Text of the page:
AD: What music are you excited about now, besides your own?
Nick Saloman: I’m never excited about my own really. Once an old record’s done, I never listen to it again. I’m on to the next thing. But what music excites me, I’ve got to say when I pick up a record I’ve been wanting for a long time.
AD: Has that happened recently?
Nick Saloman: Yeah, and I paid too much for it. I got it a copy of the Fantastic Zoo’s “Light Show,” original single, from the States. I’d been looking for for ages. I got excited about that.
AD: Do you have a huge collection of records? You must.
Nick Saloman: Yeah, it’s pretty sizeable. I’ve got more singles than albums. Probably about ten years ago, I had a big cull of records. I had a lot of stuff that I’d bought because it was two pounds, and I thought, I know that’s worth 20 pounds so I’ll buy that. And I had this idea that I was going to get rid of the stuff that I was never going to listen to. I had a criteria. Am I going to listen to it? Am I going to play it on my radio show? Or am I going to DJ to it? And if it was no to all three, then it could go. I got rid of a lot of stuff. So, I’ve probably 1500 or 2000 albums. And singles probably a little bit more 2500 something like that. It’s not a massive collection. It’s not one that I need a storage facility to put it in. It fits in a room.
AD: What do you like about singles?
Nick Saloman: I just like the immediacy of it. There’s very few albums that there’s not a duff track on. I put on an album, and I find myself getting up and having to change it because I don’t like a track. With a single, you either like it or you don’t. If you don’t like it, you don’t put it on. If you do like it, you’ve got three minutes of music. I just like the format. I’ll get a chair and the hi-fi in front of me and get a pile of singles out and sit down and play through them.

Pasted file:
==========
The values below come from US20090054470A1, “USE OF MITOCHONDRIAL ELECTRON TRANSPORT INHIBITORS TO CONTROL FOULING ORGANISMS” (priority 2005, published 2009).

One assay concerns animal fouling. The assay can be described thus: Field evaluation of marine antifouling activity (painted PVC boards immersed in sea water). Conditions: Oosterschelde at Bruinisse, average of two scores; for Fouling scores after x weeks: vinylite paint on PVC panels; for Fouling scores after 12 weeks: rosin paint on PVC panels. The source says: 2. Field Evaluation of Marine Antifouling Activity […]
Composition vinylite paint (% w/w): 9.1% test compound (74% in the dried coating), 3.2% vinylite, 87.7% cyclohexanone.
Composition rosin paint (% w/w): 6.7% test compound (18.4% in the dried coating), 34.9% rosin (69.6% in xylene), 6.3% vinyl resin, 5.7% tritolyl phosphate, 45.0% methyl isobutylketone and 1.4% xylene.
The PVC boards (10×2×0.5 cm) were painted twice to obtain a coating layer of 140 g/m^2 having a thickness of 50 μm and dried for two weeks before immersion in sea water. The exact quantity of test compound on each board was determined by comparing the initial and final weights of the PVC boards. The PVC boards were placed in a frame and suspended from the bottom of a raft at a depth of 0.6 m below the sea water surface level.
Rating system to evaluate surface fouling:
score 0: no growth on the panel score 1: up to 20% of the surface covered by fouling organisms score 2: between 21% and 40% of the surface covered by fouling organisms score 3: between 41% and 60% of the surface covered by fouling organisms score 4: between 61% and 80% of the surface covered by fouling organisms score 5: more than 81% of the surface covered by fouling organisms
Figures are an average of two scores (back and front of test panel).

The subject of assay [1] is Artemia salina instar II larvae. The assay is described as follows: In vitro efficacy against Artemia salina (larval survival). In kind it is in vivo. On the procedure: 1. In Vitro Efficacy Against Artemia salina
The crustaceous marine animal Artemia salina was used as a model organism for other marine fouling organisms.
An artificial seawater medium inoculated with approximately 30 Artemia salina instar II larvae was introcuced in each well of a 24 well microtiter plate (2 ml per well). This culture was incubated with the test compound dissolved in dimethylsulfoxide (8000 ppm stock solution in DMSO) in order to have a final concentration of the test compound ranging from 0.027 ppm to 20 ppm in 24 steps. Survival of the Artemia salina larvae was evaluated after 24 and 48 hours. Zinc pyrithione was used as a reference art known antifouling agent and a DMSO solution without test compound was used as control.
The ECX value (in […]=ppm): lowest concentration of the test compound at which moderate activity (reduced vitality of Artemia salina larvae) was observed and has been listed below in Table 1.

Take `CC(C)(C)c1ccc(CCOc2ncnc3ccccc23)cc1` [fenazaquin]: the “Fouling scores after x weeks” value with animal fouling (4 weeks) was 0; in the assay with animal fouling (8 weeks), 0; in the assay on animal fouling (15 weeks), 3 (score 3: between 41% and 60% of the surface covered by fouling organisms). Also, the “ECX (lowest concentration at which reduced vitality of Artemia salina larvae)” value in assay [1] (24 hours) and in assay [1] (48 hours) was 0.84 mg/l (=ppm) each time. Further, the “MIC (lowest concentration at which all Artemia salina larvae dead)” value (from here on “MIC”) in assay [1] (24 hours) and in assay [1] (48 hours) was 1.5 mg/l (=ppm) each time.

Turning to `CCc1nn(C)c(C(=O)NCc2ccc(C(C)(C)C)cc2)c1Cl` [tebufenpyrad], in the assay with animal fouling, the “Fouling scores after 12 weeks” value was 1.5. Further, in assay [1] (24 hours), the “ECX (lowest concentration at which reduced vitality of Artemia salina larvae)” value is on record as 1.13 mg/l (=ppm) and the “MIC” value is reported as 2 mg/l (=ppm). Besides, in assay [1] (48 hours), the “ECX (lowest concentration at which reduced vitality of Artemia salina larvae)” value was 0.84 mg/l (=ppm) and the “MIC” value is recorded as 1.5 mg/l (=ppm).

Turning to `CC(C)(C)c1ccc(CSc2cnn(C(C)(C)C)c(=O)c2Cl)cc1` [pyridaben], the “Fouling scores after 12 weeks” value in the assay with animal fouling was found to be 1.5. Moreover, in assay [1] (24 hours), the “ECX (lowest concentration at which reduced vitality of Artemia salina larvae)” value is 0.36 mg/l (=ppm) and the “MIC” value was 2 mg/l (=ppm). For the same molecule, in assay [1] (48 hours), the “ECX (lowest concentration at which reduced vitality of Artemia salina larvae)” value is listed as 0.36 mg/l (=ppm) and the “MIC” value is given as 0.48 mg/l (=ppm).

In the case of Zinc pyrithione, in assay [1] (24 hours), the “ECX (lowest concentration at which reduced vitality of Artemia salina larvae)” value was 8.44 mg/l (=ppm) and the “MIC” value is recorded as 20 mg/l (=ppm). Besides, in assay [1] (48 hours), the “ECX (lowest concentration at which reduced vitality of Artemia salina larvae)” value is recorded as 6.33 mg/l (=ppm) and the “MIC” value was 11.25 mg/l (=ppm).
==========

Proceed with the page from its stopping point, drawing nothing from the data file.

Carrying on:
AD: How much contact do you have with your fans?
Nick Saloman: I’m always available. If anyone gets in touch with me, I always reply. When I do shows, I’m always happy to sit around and chat with people if that’s what they want. I wouldn’t say I’m always having a Nick Saloman get-together. I’m not organizing a Bevis Frond barbecue. But I’m always happy to have a chat with people and answer questions. It’s usually people who just want to say hi or sign this, and I’m always happy to do that. I’m not Ringo Starr.
AD: Are you going to be playing this music live at some point?
Nick Saloman: That would be nice, wouldn’t it? At the moment, we’ve got a few issues. COVID is still around. There’s a lot of gigs going on, but we haven’t done any.
The other issue is that my bass player Adrian, who’s been playing with me ever since I started doing Bevis Frond live, so we’re talking about 32 years, we’ve been playing together, and he’s also one of my best friends. His wife is really ill at the moment, and he’s pretty much become a carer for her, and at the moment there’s no way Adrian could go and gig because he’s got to look after his wife.
So unless I wanted to play with a stand-in bass player, I’d have to do something else. I’d have to do something acoustic maybe. Me and Paul could do a few acoustic gigs. But the full might of the Bevis Frond on fire would have to be done with a different bass player. There are people I know who would be pleased to do it. But I’m holding back on that. I just don’t want to do it. Ade hasn’t said he has a problem with it. He hasn’t said, you mustn’t gig until I can do it again, but I just feel a bit…COVID’s around, Ade can’t do it, you know…it’s a bit awkward.
Our drummer was ill during lockdown. He didn’t have COVID, but he was ill. And then, a lot of the work we do, we play in the U.K., but we also play a lot in Europe, and with Brexit, that has become really difficult. Because the Bevis Frond isn’t a big time band. It’s just not really feasible at the moment. It would be more trouble than it’s worth to do. I feel sure that before too long, that will get straightened out. It can’t go on this way. But at the moment, while it’s still fresh, no one’s going to back us. Our current government isn’t going say, ooh, we changed our minds. And Europe isn’t going to turn around and say, we’ll make it easy for you. There’s a bit of a stand-off there. But I think in time it will have to be sorted out because it’s just chaotic.